A strange yet terrifying account

In 1908 the Aberdeen People’s Journal printed “Recollections of a Police Spy” a story set prior to Jessie McLachlan being branded the Sandyford Murderess of Glasgow. Within the article, Mr. Jones claims that at the age of 17 he worked as a law firm apprentice in Glasgow. In the July of 1862, he alleges that he was sent to deliver a note into the hands of Jessie McLachlan of the Broomielaw. The note read that unless she paid the apprentice her rent arrears her furniture would be poinded the following day.

Mr. Jones continued by asserting that Jessie began to scheme. The plan was for the young Mr. Jones to purchase Laudanum from the chemist. Jessie would then visit her friend, a “housekeeper for a dottled old man” ole Mr. Fleming where she would put the Laudanum to use, ‘Stupifying’ her friend Jessie McPherson. Jessie would take the house silver and pawn it. When her husband returned home with his wages from his position as a seaman she would return the silver to the house – no one would be the wiser. Tempted by the sovereign she promised him should he collect the laudanum, Mr. Jones went to collect the drug from the chemist. The following day he was to produce to Jessie the receipt and she would reimburse him the cost alongside his sovereign. Jones arrived the following day, asking Jessie if she had his money for the purchase, Jessie asked to see the receipt first. Producing the receipt Jessie tried to snatch it from him, ripping it. Mr. Jones just barely held on. “Have you got the money?” He asked again. Jessie attempted then to tell him that she had already given him it yesterday, branding him a scoundrel and a cheat.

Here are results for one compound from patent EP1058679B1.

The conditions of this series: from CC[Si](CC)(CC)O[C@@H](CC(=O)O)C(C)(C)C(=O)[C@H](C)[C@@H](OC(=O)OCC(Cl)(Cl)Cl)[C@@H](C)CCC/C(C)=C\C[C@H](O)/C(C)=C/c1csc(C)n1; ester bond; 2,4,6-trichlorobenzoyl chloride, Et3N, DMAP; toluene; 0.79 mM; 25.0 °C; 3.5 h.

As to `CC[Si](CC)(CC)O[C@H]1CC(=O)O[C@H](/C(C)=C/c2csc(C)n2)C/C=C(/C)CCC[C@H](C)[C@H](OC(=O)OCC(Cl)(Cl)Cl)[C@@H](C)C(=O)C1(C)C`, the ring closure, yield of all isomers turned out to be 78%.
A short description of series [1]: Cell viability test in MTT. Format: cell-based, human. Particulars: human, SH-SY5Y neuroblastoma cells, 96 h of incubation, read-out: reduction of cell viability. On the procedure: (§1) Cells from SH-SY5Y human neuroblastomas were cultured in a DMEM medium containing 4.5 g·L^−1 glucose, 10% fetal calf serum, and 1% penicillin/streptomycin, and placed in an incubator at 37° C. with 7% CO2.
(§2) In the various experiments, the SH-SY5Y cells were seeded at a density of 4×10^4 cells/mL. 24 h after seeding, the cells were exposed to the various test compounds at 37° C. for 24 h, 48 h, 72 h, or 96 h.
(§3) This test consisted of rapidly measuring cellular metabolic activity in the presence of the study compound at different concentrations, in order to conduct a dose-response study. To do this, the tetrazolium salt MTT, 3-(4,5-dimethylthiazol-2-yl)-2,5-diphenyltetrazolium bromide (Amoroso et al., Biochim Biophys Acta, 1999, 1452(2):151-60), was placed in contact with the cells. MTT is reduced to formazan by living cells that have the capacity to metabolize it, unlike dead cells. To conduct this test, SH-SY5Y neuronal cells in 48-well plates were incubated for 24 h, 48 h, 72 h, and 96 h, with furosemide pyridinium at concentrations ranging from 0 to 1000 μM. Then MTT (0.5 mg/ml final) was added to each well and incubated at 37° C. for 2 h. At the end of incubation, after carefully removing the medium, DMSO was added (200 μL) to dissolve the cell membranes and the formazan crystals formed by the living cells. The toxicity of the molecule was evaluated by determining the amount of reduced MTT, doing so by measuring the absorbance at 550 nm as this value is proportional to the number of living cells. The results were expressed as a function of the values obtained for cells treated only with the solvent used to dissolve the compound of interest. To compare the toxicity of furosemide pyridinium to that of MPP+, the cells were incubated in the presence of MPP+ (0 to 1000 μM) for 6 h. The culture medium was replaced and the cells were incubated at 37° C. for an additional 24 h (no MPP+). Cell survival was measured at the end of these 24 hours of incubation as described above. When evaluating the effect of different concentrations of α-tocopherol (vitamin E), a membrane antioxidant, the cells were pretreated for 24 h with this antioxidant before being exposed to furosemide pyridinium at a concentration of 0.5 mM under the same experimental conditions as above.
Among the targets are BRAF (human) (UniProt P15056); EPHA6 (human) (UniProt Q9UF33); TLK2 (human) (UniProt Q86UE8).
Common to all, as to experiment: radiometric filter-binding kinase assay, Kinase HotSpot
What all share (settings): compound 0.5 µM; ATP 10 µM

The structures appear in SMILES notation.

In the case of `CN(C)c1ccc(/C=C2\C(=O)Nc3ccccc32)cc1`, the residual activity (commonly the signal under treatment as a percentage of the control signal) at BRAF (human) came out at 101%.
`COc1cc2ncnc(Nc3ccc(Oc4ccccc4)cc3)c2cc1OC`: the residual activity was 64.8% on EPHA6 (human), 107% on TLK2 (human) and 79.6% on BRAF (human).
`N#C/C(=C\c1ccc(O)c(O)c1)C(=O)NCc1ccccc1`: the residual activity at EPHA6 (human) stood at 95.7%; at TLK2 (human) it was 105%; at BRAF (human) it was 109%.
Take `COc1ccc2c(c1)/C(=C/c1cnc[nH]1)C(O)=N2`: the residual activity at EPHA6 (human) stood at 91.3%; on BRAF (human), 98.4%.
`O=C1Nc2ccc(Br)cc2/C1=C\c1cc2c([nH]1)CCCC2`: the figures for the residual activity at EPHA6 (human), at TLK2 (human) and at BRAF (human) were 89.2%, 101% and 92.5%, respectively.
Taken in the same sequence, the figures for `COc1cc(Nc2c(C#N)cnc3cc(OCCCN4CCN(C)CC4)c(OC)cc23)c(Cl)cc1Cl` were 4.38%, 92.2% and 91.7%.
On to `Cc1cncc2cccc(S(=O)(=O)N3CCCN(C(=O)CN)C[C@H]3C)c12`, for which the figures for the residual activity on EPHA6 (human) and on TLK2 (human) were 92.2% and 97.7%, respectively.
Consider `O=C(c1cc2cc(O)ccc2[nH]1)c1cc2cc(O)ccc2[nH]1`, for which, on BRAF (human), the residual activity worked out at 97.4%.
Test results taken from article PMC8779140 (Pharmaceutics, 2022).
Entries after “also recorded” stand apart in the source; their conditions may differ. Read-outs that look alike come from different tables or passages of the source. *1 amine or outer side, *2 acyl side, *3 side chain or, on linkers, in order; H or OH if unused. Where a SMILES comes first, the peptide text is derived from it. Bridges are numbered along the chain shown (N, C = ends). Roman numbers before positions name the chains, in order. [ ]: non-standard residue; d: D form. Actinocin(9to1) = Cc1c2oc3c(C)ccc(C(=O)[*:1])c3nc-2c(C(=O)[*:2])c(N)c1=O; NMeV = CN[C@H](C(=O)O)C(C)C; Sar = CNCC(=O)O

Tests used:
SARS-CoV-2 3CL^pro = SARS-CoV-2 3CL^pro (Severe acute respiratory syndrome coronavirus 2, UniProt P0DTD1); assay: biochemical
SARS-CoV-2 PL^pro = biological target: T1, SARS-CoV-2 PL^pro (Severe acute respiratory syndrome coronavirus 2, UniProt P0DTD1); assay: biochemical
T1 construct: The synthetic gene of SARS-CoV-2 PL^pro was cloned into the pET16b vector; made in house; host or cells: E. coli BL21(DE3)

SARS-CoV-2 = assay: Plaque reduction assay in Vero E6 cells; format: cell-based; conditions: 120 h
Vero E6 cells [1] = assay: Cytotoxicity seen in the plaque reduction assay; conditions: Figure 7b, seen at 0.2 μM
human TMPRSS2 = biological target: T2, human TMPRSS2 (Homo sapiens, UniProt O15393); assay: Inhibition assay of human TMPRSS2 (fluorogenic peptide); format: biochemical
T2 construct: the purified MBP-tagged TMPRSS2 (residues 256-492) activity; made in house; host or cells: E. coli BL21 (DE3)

Suddenly she sprang like a cat, biting at his hand to make him open it so she could claim the receipt. Squeezing the breath out of him she reached across Mr. Jones and caught hold of an old rusty cleaver which had been previously used to cut wood. Raising the weapon above his head she said “Give it up or I’ll split your skull!” Suddenly there was singing at the door, a heavenly voice, then a “Rat – Tat”. “Come in, Mrs. Campbell” Jessie called. Mrs. Campbell asked if they had been quarreling, to which Jessie replied “Aboot money as usual, Lawyers are perfect bloodsuckers, ye ken”. Mrs. Campbell told Mr. Jones he best get going, and never come back to which he responded “You may bet your last shilling on that!”. Jessie stared at him with a look that plainly said “If you utter one word, it’ll cost you your life”. The following day Mr. Jones says he noticed that Jessie had settled up the £4 arrears on her account. Mr. Jones later heard of the murder he continues to tell but was firmly resolved not to say a word of his connection with the affair for he feared an accomplished liar such as Jessie M’Lachlan would turn around and say that it had all been done at his instigation. He had procured the laudanum from the chemist after all. Jones maintains he feared for many years that he may be arrested for the crime.

Do you believe Mr. Jones’s account? I personally believe Jones was good at telling stories, but fear I suspect that he tells tall tales.


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